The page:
How to create a successful brand strategy
How do you put together a brand strategy? It’s a question I get often - from clients who want to understand how the process will work for their brand or product, from people who are curious about how life is at a creative agency, and from entrepreneurs who are building their business and need a little help stepping up their marketing game.
Building a recognized brand is the dream of any business owner and marketer. The first step towards achieving this is to create a unique brand strategy. The second is to get your brand out there through a brand awareness campaign. In this article, I will focus on the first step and tell you how I and the Gluttonomy team approach a brand strategy when a client comes to us with a product or brand they want to launch or rebrand. You can use this article as a step-by-step guide to creating a strong strategy for a brand or product and, consequently, producing a campaign that resonates with your audience and achieves the goals you have defined for your business.
Branding is what connects all the dots in your marketing and business strategy, it’s your company’s reason for existing, which drives all the marketing decisions. Branding is your value proposition, who you are, what you offer, and where you want to be in your customers’ minds. Branding is the vision from which marketing executes. So this means that without strong branding, you are risking not having or knowing what your real purpose is in the market. Check out this list by Matchstic that explains it in the best way.
This means that a brand doesn’t only include your cool logo. Having a strong brand means you have defined what it represents, how you communicate with your customers, its personality, why it exists, what uniqueness it brings to the market, and all the visual elements that help with its recognition - from the logo to a concise design system explaining how to use its colors, fonts, shapes and aesthetic.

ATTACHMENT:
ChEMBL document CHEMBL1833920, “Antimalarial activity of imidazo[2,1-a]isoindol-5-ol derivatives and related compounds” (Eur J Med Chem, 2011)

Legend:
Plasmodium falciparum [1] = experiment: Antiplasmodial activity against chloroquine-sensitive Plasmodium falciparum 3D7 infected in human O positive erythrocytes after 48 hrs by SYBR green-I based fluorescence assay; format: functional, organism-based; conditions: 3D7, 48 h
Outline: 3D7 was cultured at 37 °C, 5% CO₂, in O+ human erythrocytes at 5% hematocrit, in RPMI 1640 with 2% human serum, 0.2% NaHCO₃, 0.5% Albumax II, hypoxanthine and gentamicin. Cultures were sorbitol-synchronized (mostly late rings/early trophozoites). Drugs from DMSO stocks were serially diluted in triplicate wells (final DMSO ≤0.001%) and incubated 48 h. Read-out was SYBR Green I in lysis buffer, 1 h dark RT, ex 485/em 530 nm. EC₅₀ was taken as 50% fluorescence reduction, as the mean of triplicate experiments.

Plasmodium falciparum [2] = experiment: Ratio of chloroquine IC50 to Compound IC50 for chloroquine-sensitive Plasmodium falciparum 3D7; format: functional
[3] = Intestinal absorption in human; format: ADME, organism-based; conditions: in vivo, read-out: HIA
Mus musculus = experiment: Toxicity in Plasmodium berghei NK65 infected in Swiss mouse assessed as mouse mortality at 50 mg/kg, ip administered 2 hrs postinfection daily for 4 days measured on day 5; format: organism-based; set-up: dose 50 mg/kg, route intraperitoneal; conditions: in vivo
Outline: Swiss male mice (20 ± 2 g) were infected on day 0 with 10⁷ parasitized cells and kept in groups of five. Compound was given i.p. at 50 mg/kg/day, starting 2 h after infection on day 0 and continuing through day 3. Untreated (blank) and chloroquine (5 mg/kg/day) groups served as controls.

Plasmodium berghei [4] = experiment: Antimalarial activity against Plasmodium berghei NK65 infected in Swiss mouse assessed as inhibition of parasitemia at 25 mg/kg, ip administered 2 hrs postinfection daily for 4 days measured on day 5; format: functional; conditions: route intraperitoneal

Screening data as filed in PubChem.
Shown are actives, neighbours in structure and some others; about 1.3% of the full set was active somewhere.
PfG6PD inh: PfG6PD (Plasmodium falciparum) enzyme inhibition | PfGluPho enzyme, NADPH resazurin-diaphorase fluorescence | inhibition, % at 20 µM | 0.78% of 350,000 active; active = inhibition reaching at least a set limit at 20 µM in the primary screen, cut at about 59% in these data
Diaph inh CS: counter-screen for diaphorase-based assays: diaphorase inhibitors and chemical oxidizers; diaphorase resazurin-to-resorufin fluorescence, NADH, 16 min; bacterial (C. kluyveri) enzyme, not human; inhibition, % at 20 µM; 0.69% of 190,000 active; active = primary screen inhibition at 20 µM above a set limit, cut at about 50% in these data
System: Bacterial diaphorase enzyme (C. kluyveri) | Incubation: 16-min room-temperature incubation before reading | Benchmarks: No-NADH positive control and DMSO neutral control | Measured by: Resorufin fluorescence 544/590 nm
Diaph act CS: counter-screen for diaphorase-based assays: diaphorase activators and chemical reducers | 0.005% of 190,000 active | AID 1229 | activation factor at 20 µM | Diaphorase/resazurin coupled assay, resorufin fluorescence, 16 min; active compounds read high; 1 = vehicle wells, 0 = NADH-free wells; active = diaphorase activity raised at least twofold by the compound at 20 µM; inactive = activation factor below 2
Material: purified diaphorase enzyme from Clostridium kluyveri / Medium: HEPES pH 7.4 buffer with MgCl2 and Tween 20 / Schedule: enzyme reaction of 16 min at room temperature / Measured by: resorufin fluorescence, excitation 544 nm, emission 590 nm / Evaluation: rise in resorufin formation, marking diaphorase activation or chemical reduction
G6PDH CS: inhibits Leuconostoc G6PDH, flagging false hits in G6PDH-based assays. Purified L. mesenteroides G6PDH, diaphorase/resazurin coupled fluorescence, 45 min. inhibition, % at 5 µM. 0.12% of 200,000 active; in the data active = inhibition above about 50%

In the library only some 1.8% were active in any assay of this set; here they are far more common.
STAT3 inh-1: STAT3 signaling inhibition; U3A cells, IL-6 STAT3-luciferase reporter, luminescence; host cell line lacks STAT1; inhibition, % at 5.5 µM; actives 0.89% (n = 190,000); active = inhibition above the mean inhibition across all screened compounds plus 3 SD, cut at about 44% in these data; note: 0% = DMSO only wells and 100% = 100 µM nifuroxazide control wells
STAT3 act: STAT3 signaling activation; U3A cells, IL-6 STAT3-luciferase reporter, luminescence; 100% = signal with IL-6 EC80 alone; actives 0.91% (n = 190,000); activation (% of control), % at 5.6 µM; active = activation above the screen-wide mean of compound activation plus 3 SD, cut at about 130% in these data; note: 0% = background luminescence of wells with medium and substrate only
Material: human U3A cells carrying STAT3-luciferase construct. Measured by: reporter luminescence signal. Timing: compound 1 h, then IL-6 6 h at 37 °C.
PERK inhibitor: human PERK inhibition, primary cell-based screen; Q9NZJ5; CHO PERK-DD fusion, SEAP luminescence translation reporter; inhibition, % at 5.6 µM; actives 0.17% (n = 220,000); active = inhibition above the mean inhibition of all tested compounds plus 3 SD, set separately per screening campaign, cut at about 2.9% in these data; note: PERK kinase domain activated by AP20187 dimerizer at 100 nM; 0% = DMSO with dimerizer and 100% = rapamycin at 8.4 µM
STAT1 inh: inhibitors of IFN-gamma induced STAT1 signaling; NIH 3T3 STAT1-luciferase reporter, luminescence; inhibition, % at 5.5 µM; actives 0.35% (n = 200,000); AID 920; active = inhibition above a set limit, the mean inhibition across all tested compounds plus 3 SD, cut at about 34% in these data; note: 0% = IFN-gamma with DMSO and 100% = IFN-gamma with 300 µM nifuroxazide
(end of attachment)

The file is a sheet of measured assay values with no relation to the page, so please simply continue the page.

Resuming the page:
Now, let’s talk about what all this means.
Step 1. Research
For the first step in your brand-building process (and the one many people - wrongly - disregard), research and learn as much as you can about the industry your or your client’s company is part of. Read (and write down) everything about your possible competitors, what they do, what their brands look like, how they communicate, as well as what are the trends in the space and what the future holds. As a strategist you should also run a quick competitive analysis as soon as you’re able to define who your audience and competition might be - this will help you a lot with the next step.
Step 2. Positioning
In this stage, define who is your audience and establish the different segments your strategy will target. Creating a persona for each segment is essential to fully understand who they are, why they need your business, and how you will need to communicate with them to get their attention. This is one of the most important steps as here you will define what problems your business is solving for each of the target audiences and why it is different from any others in the market.
Don’t forget that positioning is directly connected to the business goals and specific strategy or campaign objectives. So be sure to align with your team about what particular metrics you are looking at achieving.
Step 3. Value proposition
Following the same line, you must identify your differentiator as a brand. Write down all the benefits and innovations your brand or product is bringing to your customers. Then, define your WHY by using the Golden Circle tool by Simon Sinek. Your why is your selfless mission, it explains why you are different from your competitors in an inspiring engaging way. Once you define your WHY you will be able to write down your value proposition, which will lead you to define the messaging for your campaigns as well.
Step 4. Brand personality, tone of communication, and pillars
At this point, you will already know what type of brand you are creating and how it needs to communicate to its audience (because you’ve learned what your customers need, who they are, and what you offer them that is unique).
I suggest you imagine your brand as a person and ask: what would their personality be? Feel free to use visual aids and put together a mood board with the look and feel of who this ‘person’ would be. This will help you define personality traits (is your brand conservative or fun?), the colors it represents (if it’s serious use darker colors if it’s young and fun use brighter colors), the way it communicates (is it formal or informal when talking to customers?), and the communication pillars (what you need to communicate touching on your value proposition, through what channels and what type of language will you use). Be specific, create different pillars and tones of voice for each segment so you’ll know exactly what needs to be distinct when you are creating the messaging for your campaigns.